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Do I Have An Eating Disorder?

Eating disorders can affect anyone, no matter their age, background, race or ethnicity. If you think you might have an eating disorder, here’s how you can seek help…

Having an eating disorder means that your relationship with food has changed. You may use  food in a way that helps you cope with difficult situations or the way you’re feeling. This could involve limiting the amount of food you’re eating, eating a lot of food at one time or trying to get rid of food that you’ve eaten by making yourself sick or fasting. Sometimes people have a combination of these eating disorders.

Types Of Eating Disorder

  • Anorexia – controlling your weight by not eating enough, exercising excessively, or doing both.
  • Bulimia – when you eat a lot of food in a short period of time and then use laxatives or make yourself sick to try to stop yourself putting on weight.
  • BED (binge eating disorder) – feeling like you lose control and binge eat a lot of food, leaving you uncomfortably full and feeling upset and guilty.
  • ARFID (avoidant/restrictive food intake disorder) – when you avoid or restrict particular foods. This can be due to sensory issues (not liking a certain texture), a low interest in eating or even because of a past distressing experience with food, like choking.
  • OSFED (other specified feeding or eating disorder) – this is the name for when your symptoms don’t exactly match those of the three above, but you still have a serious eating disorder.

Could This Be Me?

People with eating disorders often spend a lot of time worrying about their body shape or weight. You may be eating very little or binging a lot of food and using laxatives or making yourself sick. You might find yourself avoiding events where food may be involved or have noticed your weight being very high or very low for someone of your age.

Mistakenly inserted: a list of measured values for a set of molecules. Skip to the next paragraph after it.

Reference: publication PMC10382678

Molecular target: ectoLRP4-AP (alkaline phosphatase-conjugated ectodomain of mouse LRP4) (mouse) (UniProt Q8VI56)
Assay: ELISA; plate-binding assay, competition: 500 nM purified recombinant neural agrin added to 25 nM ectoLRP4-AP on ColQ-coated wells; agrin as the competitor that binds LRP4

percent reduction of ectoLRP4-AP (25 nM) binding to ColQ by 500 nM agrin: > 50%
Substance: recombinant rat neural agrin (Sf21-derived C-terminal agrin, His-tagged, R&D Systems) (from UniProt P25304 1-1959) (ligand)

Eating disorders can also have a physical effect on your body. You might feel cold, tired or even dizzy. Girls can notice changes to their period, which can stop altogether.

I Think Someone I Know Has An Eating Disorder

There are a few signs you can look out for if you are worried about a friend or family member’s relationship with food. They may have started wearing baggy clothes to try and hide their weight loss or make excuses not to eat with other people. You might suspect that they are lying about how much they’re eating or notice that they’ve become obsessed with exercising.

How To Get Help

Whether you think you have an eating disorder or suspect that someone else does, there’s a lot of help out there. It’s important to see your GP but it can be very difficult for you to speak up and seek help, especially as people with an eating disorder can be extremely secretive about their eating habits and weight. Beat, the UK’s eating disorder charity, has lots of help and advice to support and guide you in making that first step in seeking help. Head to https://www.beateatingdisorders.org.uk for more information.

What Comes Next?

There are many different treatments for eating disorders. You may be referred to someone who understands eating disorders, who will talk to you about any support you might need and put a treatment plan in place. Talking therapy is often used to identify the possible causes of your eating disorder and to work through your recovery.

Recovery may seem like a long and difficult road, but you won’t be alone. You can get support from your GP, family and friends, and there are lots of resources, tips and inspirational stories on Beat www.beateatingdisorders.org.uk or Orri https://www.orri-uk.com to support you on your own path to recovery.

Curated by

Vicky Bird
Vicky is a Bacp accredited counsellor and supervisor in private practice in Hampshire. You can contact Vicky via Psychologytoday